Wednesday, October 27, 2010

Not All Bubbles Are Fun

Conversation that took place in the back seat on the way to school today:

Little Man:  Look!  I can blow bubbles with my spit!  Can you?

Big Bro:  Yeah.  Mine are bigger.  Watch this one.   

Little Man:  What if we could blow bubbles with out butts!? 

(Hysterical laughter, snorts and guffaws)

Big Bro:  Then Dad's Butt Bubbles would be HUGE!!

(More hysterical laughter)

I did not participate in this conversation.  But had I chosen to make a remark, it would have been something to this affect:  

"Yes, Dad's Butt Bubbles would be huge!  They would also contain an incredibly noxious, nuclear-like  odor that could lay waste to an entire third world country in about 5 seconds flat.  I know, because I sleep in the same bed as the man.  And apparently, night time is the best time to practice butt bubble blowing, because I notice that's when he does his best work."

Sunday, October 24, 2010

The Stress of Transistions

Transitioning is always stressful.  We have lots of decisions to make in our house, but no information to make them with.  So here we sit, in limbo, waiting to know if we have the job or not before committing to Plan B, which is not all that strong at the moment either.   I've had a lot of time to stress over not being able to control the situation, which has led to me getting very sick this week.  Lots of stress = weakened immune system = me getting hit with a chest cold and flu-like symptoms that knocked me on my butt.  Lots of crying and general malaise. 

Today, I forced myself to get up and get the kids to church because Little Man had to read the monthly scripture today in Primary.  It required putting forth effort that I really didn't want to put forth when I feel like hammered poo.  But I did it for my kid, because that's what moms do, right?  My son was magnificent, he read his very long scripture perfectly and he even understood what it meant.  Was it worth the effort?  Of course.  And in return for my willingness to sacrifice my comfort for my son's church participation, I was blessed too. 

No, my lungs did not magically open up and expel the foul virus that is making me ill, nor did a bag of money or a job offer drop from the sky.  But my eyes did manage to open up and take notice of the beautiful cornflower blue sky laced with wispy white clouds.  And my poor, dried out skin took delight in the wonderfully cool breeze that brushed over my arms and gently swept over my face as it hurried toward the trees to tickle their branches and leaves.  My nose breathed it in deeply and despite a few hacks and coughs, the crisp, clean air filled my lungs and I felt renewed and refreshed for a few moments.  My mind instantly recognized the signs of fall and my soul truly jumped for joy at the realization that the brutal heat of summer is finally gone.  We have officially survived another hellish Arizona summer!  And just like that, I had one less thing to stress about.  Deep breath (cough, hack, cough) and sigh.  My shoulders just relaxed a little.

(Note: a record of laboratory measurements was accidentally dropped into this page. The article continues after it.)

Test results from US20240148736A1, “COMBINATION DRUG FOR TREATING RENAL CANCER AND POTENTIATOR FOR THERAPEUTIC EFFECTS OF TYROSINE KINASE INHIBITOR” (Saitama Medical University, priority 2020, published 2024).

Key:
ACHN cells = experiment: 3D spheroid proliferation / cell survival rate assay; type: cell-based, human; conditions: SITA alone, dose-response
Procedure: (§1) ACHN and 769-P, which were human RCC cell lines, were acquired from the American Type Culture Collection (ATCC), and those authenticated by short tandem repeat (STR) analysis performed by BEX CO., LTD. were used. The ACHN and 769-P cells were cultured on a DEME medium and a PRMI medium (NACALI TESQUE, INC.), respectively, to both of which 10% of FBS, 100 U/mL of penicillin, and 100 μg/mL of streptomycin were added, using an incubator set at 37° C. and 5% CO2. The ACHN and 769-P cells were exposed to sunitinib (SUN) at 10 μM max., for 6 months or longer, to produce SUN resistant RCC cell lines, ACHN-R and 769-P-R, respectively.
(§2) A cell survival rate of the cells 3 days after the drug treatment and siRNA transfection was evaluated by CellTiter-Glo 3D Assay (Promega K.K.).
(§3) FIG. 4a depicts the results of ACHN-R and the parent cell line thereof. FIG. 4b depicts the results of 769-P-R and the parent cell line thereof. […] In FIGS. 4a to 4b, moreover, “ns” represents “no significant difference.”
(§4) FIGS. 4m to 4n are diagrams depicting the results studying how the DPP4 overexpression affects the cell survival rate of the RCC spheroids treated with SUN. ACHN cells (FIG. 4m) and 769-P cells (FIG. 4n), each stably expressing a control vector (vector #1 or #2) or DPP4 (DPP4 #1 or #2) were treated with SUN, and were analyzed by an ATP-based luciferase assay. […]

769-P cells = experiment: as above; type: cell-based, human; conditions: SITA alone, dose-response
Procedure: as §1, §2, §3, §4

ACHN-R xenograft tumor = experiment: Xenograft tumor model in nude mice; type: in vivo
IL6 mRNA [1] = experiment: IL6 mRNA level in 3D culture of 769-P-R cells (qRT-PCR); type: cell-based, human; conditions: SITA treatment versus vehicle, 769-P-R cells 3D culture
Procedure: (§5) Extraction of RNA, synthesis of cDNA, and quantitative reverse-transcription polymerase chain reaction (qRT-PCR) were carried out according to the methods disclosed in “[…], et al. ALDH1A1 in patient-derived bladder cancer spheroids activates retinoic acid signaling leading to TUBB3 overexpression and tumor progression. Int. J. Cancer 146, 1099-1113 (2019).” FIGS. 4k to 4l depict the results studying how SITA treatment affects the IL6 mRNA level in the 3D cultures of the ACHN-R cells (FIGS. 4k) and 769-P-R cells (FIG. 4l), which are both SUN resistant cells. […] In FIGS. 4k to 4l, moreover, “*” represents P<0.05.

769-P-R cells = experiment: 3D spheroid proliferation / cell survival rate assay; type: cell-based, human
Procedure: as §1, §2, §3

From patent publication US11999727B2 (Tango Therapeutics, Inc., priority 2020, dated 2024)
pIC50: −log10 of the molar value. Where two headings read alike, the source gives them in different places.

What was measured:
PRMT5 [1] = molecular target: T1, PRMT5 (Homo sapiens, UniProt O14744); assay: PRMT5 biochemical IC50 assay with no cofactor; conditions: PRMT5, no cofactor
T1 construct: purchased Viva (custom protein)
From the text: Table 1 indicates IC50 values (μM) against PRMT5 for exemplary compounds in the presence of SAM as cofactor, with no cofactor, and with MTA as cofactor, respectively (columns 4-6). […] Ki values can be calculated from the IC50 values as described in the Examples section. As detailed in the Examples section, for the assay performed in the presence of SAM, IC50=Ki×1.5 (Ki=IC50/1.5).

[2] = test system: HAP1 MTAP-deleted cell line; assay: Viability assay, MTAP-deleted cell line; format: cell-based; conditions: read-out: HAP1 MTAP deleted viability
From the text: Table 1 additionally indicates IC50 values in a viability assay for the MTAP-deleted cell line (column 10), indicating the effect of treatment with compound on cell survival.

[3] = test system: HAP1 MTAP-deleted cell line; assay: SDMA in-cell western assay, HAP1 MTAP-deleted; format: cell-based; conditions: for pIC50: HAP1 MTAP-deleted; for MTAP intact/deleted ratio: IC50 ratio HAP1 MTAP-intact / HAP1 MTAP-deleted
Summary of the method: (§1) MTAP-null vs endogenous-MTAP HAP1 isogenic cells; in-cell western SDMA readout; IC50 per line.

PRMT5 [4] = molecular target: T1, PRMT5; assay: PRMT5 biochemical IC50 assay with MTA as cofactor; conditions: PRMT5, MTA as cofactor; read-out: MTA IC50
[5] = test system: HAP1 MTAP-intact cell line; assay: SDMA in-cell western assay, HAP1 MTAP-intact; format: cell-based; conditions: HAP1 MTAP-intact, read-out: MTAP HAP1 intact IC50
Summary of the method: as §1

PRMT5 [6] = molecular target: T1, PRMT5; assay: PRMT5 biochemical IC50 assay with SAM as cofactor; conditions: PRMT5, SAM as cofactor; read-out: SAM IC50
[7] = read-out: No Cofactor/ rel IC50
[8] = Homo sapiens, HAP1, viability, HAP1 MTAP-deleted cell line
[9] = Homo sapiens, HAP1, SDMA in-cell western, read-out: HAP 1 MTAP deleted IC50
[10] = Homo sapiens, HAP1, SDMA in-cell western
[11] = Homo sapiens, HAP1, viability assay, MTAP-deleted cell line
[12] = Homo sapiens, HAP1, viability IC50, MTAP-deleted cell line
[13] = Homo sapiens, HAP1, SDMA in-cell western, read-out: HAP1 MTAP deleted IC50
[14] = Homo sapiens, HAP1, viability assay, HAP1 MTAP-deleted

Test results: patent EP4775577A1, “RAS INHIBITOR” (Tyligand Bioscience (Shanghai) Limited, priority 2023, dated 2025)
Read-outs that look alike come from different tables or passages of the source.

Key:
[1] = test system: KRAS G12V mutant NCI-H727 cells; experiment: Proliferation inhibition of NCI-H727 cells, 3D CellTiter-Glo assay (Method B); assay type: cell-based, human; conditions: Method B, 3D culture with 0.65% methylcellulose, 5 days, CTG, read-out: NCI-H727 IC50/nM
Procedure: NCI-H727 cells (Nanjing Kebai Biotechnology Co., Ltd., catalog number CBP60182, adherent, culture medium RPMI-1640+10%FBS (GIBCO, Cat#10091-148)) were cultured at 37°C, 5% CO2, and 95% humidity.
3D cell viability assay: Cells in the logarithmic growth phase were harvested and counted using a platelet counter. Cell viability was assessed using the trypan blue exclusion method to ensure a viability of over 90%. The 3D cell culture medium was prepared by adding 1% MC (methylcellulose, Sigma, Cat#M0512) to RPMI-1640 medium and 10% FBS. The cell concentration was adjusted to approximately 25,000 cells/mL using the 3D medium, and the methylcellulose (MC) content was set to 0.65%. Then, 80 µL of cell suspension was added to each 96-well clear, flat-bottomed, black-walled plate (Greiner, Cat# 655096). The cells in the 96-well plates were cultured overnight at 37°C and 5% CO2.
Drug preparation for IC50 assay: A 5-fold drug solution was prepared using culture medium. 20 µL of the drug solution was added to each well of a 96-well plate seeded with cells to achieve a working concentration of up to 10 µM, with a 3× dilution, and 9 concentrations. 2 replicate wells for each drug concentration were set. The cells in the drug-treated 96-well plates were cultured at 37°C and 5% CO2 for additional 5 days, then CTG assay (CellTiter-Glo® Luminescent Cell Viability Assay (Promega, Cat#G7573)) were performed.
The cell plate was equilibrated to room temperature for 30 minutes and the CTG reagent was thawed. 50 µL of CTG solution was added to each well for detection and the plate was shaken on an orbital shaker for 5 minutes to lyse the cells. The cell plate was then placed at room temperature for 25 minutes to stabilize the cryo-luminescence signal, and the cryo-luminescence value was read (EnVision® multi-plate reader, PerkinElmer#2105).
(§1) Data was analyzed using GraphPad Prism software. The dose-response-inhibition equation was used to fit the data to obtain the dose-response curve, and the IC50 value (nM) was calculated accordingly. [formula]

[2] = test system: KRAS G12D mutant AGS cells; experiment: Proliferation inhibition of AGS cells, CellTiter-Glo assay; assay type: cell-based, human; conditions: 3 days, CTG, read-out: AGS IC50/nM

As I write this, I am sitting by the open window, not hearing the constant drone of the air conditioning unit. Instead, I hear my boys laugh, play, giggle and yell while they take in all the neighborhood has to offer a couple of active boys who have been cooped up for 3 months by the intense summer sun.  The cooler weather has lifted their spirits too.  They frolic and kick like spirited colts running through fields of perfect, green alfalfa, but instead of whinnies and neighs, I hear laser and machine gun sound effects and instead of alfalfa, the frolicking takes place in the dirt fort next to our house.  No long as they are happy.  I love that I can hear them so clearly - their plots, their dreams, their gross boy humor.  I remember having a few great play days like this when I was kid.  You know them...those days when everything and everyone from the neighborhood comes together in perfect harmony to create the ultimate perfect day; great weather, good friends, awesome snacks, no arguing, no hurt feelings, no bike wrecks...just pure, unadulterated fun that you never want to end.  Suddenly I am aware that my chest feels a little less tight and I realize that I have pretty good, generally happy, well-adjusted kids.  And with that realization comes one more release...Now I have two less thing to stress about.  Is there nothing more healing to a sick mom's heart and mind than the laughter of her happy kids? 

So I thought I'd take a minute to make sure I got this day down in writing.  The day that I remembered what fall feels like in the desert.  The day I remembered a few good days from my childood.  The day I remembered to enjoy my kids.  The day I remembered that hard times (or excessive heat) don't last forever.  The day that I was reminded that there are so many good things in the world to think about and enjoy as we struggle through our trials and tribulations.   It's been a good day to just sit and remember.

Thursday, October 14, 2010

Transitions - Part 1

Along with other life transitions, I am working on a new look for the blog.  It might get kind of crazy around here 'til I figure out which direction I want to take it, so try to hang on while I get it figured out! 

As far as life outside of my blog?